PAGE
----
Guide To Selling The Family Home in a Living Trust

The parents are now gone. You need to understand the process of selling a home in a Living Trust because you are the Successor Trustee (from now on we’ll just call you the Trustee, ok?)

Things might get a little cuckoo but read on. Here are some things you should do.

Notify Co-Trustee and any relatives or interested parties.

Make sure that all interested parties are aware that you are the named Successor Trustee. If there is a co-trustee make sure you are in contact and agree on how to communicate.

Read the Living Trust and the Will

Both you and any co-trustees should have the latest version of the living trust and will. Read it thoroughly to understand the terms, directions and involved parties.

Here are some questions to consider

  • Is the home in a Living Trust?
  • Do you have the authority to sell the home?
  • Does your co-trustee need to sign everything or do you have “single signing authority”?

Hire a Trust Administrator

Selling a home in a living trust is just one small part of most Living Trusts. There are laws, regulations and taxes related to this trust and most trustees are just normal people. A professional trust administrator makes sure that the terms of the trust are carried out properly as well as following all the laws and rules.

Secure the property

If the Family Home is now vacant there are a number of steps you should take to secure the property. Your duty is to protect the value of the home for the trust – this means maintaining the home and securing it against vagrants and vandals.

  • Arrange to pay the gardener, utilities, mortgage, HOA and insurance
  • Change the locks and forward all mail
  • Notify the homeowner’s insurance that the home is vacant. Some policies will deny coverage if the home is vacant.
  • Alert local law enforcement that the home is vacant
  • Ask neighbors to alert you if they see anything suspicious
  • Install motion sensitive lights on the exterior and timers on lights inside.

Gather Documents

Before anyone comes to collect personal property review all the personal documents and gather the following:

  • Mortgage
    • You just need the most recent statement,
    • Be sure to check for second and third mortgages
    • You do not need the Grant Deed if the mortgage is paid off
  • Bills
    • You will need to cancel or continue payment for all bills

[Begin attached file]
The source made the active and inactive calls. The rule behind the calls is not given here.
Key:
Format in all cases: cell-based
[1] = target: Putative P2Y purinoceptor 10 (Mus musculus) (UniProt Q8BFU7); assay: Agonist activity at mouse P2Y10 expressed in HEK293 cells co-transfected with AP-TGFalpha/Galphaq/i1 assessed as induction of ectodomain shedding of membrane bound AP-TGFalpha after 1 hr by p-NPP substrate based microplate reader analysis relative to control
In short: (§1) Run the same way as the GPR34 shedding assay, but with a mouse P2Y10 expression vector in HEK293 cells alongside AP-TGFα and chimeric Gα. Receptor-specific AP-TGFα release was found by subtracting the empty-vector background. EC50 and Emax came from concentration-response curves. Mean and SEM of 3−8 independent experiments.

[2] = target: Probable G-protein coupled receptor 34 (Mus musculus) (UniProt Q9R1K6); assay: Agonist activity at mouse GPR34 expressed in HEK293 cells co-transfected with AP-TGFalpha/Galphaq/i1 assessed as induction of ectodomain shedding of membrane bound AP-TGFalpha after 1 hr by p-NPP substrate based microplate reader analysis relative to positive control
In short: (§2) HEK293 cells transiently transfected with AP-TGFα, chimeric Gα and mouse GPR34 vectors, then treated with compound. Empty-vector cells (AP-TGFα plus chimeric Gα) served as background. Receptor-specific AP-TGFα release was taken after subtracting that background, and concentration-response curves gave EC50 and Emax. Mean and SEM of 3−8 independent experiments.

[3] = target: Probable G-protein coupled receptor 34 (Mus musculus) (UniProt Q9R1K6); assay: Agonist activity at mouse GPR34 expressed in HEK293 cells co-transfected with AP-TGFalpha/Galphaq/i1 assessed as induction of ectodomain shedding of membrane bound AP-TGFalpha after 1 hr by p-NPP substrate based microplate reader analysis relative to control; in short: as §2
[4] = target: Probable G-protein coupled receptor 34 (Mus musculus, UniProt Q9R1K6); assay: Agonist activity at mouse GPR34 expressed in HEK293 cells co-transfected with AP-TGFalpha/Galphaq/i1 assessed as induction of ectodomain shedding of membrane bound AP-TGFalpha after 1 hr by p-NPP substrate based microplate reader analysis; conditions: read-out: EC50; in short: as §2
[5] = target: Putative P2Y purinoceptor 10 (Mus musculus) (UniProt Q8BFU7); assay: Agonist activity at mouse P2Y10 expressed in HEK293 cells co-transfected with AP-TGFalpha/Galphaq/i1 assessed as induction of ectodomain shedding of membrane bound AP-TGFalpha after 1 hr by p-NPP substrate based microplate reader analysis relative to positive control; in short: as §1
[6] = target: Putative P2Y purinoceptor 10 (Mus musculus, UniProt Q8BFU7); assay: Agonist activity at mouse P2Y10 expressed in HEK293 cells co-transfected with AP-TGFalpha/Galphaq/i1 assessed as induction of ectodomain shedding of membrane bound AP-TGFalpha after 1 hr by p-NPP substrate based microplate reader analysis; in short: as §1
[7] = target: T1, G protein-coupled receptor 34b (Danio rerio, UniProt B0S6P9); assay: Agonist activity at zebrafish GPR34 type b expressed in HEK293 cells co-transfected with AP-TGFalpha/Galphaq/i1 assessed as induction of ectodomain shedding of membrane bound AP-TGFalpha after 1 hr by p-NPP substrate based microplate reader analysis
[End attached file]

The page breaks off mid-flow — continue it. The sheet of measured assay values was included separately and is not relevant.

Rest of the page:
• Receipts (home improvements)
    • You may need this for the home appraisal
  • Insurance
    • You need account numbers and who to contact

Appraisal

Most Trust Administrators recommend a certified appraisal on any real estate for tax purposes. If you need one, give us a call for our best referral.

You might also need professional appraisals for fine art or jewelry.

Distribute/Donate/Trash Personal Property

Be careful. You probably thought selling a home in a living trust was going to be difficult. You had no idea people would come to blows over the family room cuckoo clock.

However, in order to sell a home in a living trust for top dollar you need to get the cuckoo clock, the velvet paintings of Elvis and the precious Hummel figurines out of the home. Everything in the home falls into three categories: distribute, donate and trash.

Every family deals with stuff distribution differently, but make sure you set a deadline for stuff pick up. I’ve seen families take years to get their stuff out of the house!

If there is enough left over you can hire an estate salesperson or you might consider donating everything to a local charity. The Salvation Army is a DIGGS favorite.

Get The Home Ready For Sale

When selling a home in a living trust consider consulting with family members who are not trustees early in the process. If you seek their opinions upfront you might save a lot of drama later on.

The process and strategy for getting ready for market are the same as any other sale, but the money can look a bit different. A $50,000 bump in the sales price is less meaningful if it is divided among six siblings. It might make more sense to sell “as is” rather than invest in painting or staging.

You have a fiduciary duty to protect the assets of the trust, but this can include the value of time and cash flow.

Liability and Disclosure

Selling a home in a living trust means you have different disclosure requirements than a “normal” sale. There is a lower expectation of home knowledge and there are fewer required disclosures for you.

However, you must disclose anything you know. For example, if you know about an ongoing flooding problem because you helped your parents research installing garden drains, you have to disclose. If you do not, the trust could be held liable.

 

 

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